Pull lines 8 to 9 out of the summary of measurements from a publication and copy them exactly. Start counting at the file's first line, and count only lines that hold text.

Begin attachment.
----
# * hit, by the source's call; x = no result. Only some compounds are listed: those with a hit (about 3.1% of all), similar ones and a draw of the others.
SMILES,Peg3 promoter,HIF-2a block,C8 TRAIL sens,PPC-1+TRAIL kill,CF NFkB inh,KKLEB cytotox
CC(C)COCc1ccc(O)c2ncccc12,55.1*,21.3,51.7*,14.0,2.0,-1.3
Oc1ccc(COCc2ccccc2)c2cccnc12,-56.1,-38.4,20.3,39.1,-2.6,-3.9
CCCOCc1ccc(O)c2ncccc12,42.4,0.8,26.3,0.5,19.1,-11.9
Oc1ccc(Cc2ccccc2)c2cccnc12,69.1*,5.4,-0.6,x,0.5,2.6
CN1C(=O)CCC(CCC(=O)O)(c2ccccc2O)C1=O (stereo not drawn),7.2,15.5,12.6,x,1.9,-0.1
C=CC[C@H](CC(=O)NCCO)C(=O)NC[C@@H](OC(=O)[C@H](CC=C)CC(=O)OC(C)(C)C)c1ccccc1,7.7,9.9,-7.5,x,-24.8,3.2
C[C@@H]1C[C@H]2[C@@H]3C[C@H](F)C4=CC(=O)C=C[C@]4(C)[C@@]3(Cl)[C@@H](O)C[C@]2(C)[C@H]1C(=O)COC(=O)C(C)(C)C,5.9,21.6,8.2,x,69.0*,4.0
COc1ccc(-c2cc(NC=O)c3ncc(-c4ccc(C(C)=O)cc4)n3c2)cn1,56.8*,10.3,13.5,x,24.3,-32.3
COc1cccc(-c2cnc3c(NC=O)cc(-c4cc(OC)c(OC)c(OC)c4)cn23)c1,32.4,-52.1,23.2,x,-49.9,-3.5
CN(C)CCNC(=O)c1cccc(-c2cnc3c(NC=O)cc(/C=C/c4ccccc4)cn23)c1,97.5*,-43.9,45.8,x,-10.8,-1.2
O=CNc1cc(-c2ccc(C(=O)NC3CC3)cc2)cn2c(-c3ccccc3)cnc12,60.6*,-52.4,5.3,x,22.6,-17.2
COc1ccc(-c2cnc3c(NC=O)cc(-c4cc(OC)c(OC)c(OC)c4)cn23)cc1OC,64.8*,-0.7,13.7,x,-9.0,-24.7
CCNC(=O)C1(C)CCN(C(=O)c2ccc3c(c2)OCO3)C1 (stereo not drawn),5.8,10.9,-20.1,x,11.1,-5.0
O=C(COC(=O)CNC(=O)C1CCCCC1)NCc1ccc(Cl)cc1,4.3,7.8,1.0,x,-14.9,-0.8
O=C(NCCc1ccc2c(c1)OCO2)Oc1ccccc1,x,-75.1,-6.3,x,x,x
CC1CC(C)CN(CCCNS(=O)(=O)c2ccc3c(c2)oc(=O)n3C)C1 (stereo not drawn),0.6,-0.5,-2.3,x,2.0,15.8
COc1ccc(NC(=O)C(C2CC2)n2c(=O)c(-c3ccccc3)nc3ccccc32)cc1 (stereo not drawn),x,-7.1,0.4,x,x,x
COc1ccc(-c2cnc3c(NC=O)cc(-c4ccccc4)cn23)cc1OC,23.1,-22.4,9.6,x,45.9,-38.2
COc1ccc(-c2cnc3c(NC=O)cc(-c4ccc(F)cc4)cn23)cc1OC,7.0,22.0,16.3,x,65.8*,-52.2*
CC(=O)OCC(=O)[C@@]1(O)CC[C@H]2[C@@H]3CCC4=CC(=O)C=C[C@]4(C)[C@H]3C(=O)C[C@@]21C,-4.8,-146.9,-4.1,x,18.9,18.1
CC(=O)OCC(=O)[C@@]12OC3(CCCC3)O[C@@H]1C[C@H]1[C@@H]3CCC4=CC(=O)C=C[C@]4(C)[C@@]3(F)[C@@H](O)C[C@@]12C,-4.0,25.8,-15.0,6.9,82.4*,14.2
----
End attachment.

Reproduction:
C=CC[C@H](CC(=O)NCCO)C(=O)NC[C@@H](OC(=O)[C@H](CC=C)CC(=O)OC(C)(C)C)c1ccccc1,7.7,9.9,-7.5,x,-24.8,3.2
C[C@@H]1C[C@H]2[C@@H]3C[C@H](F)C4=CC(=O)C=C[C@]4(C)[C@@]3(Cl)[C@@H](O)C[C@]2(C)[C@H]1C(=O)COC(=O)C(C)(C)C,5.9,21.6,8.2,x,69.0*,4.0